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Ushguli village in Svaneti, Georgia

Oxfam: 8% of Georgia’s High Mountainous Population Faces Hunger

At least 8% of Georgia’s high mountainous population experiences hunger, Oxfam‘s recent study revealed.

Oxfam is a UK-based international organization operating in 94 countries. Its primary focus is finding solutions to poverty in different parts of the world.

Oxfam Georgia conducted the First National Research on Food Security and Nutrition the Greater and Lesser Caucasus Range.

According to the study, at least 8% of Georgia’s high mountainous population experiences hunger. 43% of the respondents fear their access to food will be limited in near future due to lack of resources; 49% report having no access to nutritionally diversified or balanced diet.

While 25% of the high mountainous population in Georgia said they had to limit their daily ratio due to economic reasons. And 13% of the respondents said they often suffer from hunger.

The study covered three Georgian regions bordering with the Russian Federation, Turkey, Armenia and Azerbaijan. Special emphasis was put on the villages located on the West of the Greater Caucasus range – Mestia and Oni Municipality; on the Eastern villages of the Greater Caucasus range – Kazbegi, Dusheti and Akhmeta municipalities and the villages located in the Lesser Caucasus mountains – Aspindza, Adigeni, Akhalkalaki, Dmanisi, Khulo, Qeda and Shuakhevi.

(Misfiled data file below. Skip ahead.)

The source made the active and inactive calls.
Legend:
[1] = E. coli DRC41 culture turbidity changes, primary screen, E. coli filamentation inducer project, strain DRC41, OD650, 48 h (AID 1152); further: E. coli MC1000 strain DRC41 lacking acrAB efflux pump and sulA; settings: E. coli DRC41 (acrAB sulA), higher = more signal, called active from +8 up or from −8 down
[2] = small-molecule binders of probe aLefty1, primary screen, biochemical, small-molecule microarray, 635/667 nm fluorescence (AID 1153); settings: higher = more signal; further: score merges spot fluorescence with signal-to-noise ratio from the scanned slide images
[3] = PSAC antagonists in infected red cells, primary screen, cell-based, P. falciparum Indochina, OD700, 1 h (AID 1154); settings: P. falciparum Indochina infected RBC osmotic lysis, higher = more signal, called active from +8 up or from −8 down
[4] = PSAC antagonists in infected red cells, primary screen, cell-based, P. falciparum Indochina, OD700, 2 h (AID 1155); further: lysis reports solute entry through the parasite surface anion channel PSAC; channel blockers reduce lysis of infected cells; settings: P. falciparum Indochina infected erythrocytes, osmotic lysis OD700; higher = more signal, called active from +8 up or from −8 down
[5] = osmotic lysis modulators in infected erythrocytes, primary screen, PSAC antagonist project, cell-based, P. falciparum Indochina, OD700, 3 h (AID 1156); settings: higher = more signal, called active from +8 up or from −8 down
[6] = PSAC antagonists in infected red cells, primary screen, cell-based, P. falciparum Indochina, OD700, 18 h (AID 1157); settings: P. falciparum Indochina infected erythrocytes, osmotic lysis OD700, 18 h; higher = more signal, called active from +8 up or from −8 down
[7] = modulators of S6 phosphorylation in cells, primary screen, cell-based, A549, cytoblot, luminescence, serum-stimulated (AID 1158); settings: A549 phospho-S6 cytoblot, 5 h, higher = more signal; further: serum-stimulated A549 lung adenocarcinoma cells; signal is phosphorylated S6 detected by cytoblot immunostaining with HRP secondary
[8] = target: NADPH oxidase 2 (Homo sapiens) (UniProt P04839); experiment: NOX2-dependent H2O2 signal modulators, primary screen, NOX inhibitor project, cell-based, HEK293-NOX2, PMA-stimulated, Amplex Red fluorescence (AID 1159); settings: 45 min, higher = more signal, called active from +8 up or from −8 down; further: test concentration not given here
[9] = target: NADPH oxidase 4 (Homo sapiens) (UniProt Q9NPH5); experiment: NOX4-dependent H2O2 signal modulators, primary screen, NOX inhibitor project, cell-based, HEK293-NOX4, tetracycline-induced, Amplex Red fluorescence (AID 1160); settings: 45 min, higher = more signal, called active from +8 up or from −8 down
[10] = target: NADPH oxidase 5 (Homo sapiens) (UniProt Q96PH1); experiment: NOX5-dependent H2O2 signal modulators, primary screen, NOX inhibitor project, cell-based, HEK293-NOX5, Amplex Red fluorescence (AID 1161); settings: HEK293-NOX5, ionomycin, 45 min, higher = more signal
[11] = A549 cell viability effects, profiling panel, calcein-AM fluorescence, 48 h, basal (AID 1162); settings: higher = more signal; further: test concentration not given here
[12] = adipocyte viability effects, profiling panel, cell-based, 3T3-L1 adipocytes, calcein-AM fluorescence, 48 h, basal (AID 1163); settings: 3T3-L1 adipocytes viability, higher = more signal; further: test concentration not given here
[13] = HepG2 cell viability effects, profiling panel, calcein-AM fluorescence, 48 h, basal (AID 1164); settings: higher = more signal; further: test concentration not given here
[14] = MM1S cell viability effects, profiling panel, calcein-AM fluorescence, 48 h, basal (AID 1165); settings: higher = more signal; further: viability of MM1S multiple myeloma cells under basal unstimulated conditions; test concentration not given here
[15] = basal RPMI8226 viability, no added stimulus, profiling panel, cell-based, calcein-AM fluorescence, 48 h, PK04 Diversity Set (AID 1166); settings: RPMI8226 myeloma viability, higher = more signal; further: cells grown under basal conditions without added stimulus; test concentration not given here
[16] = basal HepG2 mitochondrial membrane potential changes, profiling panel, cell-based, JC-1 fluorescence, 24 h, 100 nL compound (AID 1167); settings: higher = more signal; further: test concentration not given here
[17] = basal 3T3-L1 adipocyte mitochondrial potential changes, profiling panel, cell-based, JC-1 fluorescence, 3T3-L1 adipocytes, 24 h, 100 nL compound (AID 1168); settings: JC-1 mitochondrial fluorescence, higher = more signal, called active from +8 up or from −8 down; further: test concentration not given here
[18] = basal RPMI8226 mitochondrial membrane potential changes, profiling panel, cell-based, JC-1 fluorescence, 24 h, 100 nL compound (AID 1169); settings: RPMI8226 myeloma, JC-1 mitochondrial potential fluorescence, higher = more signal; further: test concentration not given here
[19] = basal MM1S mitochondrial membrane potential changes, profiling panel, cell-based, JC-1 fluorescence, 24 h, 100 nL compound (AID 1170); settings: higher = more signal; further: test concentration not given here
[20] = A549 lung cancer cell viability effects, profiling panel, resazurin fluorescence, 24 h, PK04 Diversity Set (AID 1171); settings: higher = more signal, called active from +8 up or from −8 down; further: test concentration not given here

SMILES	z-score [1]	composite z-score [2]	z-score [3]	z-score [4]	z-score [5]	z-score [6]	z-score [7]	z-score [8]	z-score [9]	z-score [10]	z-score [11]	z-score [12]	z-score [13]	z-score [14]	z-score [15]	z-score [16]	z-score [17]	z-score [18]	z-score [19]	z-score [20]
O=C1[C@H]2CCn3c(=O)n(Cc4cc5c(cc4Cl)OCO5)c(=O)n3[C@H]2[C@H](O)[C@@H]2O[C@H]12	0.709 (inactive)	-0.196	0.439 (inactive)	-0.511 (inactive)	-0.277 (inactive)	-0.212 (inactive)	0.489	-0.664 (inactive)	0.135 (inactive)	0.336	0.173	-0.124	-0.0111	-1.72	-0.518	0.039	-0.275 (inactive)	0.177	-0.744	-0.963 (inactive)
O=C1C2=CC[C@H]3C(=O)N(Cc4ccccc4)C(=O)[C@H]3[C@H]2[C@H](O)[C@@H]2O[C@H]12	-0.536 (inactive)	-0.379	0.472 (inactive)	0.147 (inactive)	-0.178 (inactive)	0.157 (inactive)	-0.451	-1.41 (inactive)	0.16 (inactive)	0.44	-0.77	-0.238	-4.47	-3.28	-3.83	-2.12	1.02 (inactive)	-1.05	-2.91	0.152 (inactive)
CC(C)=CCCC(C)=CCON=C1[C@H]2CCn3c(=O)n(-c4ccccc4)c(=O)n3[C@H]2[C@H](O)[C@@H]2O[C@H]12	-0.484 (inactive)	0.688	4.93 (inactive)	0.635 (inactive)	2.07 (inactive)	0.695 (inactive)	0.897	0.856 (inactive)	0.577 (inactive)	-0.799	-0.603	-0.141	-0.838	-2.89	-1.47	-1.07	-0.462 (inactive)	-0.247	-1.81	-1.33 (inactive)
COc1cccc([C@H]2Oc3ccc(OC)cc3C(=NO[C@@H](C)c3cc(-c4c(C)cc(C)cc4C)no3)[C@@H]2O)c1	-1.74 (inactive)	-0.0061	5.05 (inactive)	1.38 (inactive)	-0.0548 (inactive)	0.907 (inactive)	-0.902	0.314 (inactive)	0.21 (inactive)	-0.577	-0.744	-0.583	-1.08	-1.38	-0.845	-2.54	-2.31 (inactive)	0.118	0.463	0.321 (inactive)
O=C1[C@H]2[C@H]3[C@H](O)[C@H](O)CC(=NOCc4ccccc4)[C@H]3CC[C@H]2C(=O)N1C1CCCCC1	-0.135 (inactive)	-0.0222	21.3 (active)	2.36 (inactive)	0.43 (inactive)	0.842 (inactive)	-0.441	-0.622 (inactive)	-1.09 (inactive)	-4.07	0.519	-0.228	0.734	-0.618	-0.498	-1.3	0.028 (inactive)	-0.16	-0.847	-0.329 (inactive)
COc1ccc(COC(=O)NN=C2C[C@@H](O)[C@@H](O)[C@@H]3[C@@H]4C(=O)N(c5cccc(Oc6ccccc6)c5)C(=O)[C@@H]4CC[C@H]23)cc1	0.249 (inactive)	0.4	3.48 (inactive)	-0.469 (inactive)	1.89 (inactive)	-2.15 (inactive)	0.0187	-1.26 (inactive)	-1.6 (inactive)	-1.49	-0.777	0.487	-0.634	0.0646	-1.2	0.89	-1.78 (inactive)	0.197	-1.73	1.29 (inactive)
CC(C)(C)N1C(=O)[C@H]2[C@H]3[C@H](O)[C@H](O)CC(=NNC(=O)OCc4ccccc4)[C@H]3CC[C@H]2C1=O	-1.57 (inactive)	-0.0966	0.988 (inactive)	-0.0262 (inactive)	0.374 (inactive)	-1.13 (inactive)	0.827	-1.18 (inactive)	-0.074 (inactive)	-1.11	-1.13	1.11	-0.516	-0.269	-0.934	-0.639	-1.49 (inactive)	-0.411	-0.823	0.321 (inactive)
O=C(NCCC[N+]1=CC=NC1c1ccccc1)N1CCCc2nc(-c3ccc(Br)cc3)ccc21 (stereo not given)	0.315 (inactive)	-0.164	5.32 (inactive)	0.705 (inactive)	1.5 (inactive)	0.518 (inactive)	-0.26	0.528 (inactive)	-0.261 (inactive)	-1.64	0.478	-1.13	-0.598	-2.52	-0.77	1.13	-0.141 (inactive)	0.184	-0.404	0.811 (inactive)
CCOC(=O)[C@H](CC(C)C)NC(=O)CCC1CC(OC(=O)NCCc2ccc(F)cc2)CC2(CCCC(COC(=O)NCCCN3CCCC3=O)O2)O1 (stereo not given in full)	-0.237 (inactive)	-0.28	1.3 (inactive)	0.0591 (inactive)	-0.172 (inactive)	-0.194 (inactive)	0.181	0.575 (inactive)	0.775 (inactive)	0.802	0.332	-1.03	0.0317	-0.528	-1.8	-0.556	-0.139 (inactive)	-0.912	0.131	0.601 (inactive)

Levan Dadiani, Representative of Oxfam Georgia

Mikhail Jibuti, a leading economist from Tbilisi State University, who participated in Oxfam’s study, says it’s the first qualitative study on food security among Georgia’s mountainous population. Survey participants were given 30 questions to evaluate their quality of life in terms of nutrition and food security.

Jibuti told CBW the results reveal a dire situation, however, there is no previous study to compare the data and see the dynamic, whether it has changed in the past years or not.

Levan Dadiani, representative of Oxfam in Georgia, who presented the initial results of the study on December 11, UN’s International Mountain Day, emphasized the need for a governmental program geared toward alleviating hunger in Georgia’s mountainous regions.

Dadiani says Georgia’s mountainous population’s troubles in regard of food security have to become one of the top priorities on the government’s agenda.

Currently, Oxfam Georgia is working toward establishing the International Caucasus Mountains Initiative (ICMI), a parallel to the Alpine Initiative.

The Initiative will serve as a solid foundation for peaceful coexistence among the Caucasus nations, according to Dadiani.

By Nino Gojiashvili
Editor. Covers Turkish, Russian and Eurasian business and economic news.
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At least 8% of Georgia's high mountainous population experiences hunger, reads Oxfam's recent study.